Optimal control-based methodology for active vibration control of pedestrian structures
Civil structures such as floor systems with open-plan layouts or lightweight footbridges can be susceptible to excessive levels of vibrations caused by human activities. Active vibration control (AVC) via inertial-mass actuators has been shown to be a viable technique to mitigate vibrations, allowing structures to satisfy vibration serviceability limits. It is generally considered that the determination of the optimal placement of sensors and actuators together with the output feedback gains leads to a tradeoff between the regulation performance and the control effort. However, the "optimal" settings may not have the desired effect when implemented because simplifications assumed in the control scheme components may not be valid and/or the actuator/sensor limitations are not considered. This work proposes a design methodology for multi-input multi-output vibration control of pedestrian structures to simultaneously obtain the sensor/actuator placement and the control law. This novel methodology consists of minimising a performance index that includes all the significant practical issues involved when inertial-mass actuators and accelerometers are used to implement a direct velocity feedback in practice. Experimental results obtained on an in-service indoor walkway confirm the viability of the proposed methodology.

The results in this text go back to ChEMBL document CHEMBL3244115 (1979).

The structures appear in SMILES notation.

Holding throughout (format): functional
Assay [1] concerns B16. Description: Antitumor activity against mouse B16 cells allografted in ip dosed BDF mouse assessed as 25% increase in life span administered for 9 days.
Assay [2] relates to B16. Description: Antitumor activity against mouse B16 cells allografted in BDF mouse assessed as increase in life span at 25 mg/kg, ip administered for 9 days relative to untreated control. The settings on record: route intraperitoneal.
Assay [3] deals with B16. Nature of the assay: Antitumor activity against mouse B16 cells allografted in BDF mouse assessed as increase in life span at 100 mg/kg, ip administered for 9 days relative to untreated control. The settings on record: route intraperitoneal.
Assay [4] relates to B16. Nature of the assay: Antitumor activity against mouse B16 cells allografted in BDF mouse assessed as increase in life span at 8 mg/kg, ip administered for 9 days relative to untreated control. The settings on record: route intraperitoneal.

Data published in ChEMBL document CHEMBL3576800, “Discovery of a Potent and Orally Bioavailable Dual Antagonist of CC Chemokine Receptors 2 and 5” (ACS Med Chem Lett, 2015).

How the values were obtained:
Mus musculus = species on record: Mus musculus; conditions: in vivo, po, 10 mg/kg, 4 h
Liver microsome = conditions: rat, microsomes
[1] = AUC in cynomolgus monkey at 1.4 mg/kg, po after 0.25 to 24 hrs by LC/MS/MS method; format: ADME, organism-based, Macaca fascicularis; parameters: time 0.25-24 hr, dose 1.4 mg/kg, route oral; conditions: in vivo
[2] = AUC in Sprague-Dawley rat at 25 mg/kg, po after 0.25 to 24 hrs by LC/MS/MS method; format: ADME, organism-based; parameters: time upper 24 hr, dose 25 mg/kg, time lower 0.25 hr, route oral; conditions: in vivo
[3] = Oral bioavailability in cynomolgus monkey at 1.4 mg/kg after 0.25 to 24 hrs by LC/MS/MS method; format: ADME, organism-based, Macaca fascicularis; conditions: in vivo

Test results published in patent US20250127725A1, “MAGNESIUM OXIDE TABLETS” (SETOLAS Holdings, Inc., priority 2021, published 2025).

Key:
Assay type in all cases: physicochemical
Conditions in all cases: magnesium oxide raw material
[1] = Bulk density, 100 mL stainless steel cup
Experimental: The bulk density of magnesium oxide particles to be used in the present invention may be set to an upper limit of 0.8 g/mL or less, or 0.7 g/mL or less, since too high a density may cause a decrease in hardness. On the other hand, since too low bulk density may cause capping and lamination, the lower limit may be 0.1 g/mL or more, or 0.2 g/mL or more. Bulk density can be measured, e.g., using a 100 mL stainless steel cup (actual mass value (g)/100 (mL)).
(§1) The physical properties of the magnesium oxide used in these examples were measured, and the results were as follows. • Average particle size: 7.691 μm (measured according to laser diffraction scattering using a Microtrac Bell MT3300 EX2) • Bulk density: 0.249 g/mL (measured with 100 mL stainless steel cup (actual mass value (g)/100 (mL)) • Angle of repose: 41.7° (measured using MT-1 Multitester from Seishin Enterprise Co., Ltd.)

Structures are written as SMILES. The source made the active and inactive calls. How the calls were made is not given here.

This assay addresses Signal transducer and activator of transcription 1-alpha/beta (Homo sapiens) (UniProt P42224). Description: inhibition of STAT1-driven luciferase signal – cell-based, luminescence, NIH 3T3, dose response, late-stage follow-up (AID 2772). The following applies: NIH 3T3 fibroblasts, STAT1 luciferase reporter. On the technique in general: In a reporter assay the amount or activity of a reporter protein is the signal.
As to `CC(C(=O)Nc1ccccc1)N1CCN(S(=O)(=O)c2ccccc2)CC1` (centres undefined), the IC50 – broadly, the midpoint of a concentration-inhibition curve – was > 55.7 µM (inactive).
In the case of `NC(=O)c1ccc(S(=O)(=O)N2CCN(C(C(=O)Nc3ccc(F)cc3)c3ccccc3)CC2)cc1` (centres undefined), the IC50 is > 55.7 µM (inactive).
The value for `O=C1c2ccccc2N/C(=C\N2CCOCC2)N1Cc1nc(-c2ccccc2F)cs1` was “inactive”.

The authors acknowledge the financial support provided by the Fundación Caja Madrid through the grant “II Convocatoria de Becas de Movilidad para profesores de las universidades públicas de Madrid durante el curso académico 2012/2013” and also the UK Engineering and Physical Sciences Research Council (EPSRC) though grant EP/J004081/2 entitled “Advanced Technologies for Mitigation of Human-Induced Vibration”.
This is the author accepted manuscript. The final version is available from Elsevier via the DOI in this record.
Vol. 80, pp. 153 - 162
Showing items related by title, author, creator and subject.
RESPOND (REducing Stress and Preventing Depression): comparing guided internet-based rumination focused cognitive behavioural therapy (i-RFCBT) versus a no-intervention control to prevent depression in high ruminating young adults, with adjunct assessment of the feasibility of unguided i-RFBCT: Study protocol for a phase III randomised-controlled trial Watkins, E.R; Cook, L (BioMed Central, 2016-01-04)Background: Depression is a global health challenge. Prevention is highlighted as a priority to reduce its prevalence. Although there are effective preventive interventions, efficacy and coverage can be improved. One ...
Nyawako, Donald S.; Reynolds, Paul (SAGE Publications, 2015)This study presents the results of vibration suppression of a walkway bridge structure with a single actuator and sensor pair by using a proportional-integral (PI) controller and observer-based pole- placement controllers. ...
Issa, Walid R. M. (University of ExeterRenewable Energy, 2015-03-10)The main focus of this PhD thesis is fundamental investigations into control techniques of inverter-based microgrids. It aims to develop new and improved control techniques to enhance performance and reliability. It focuses ...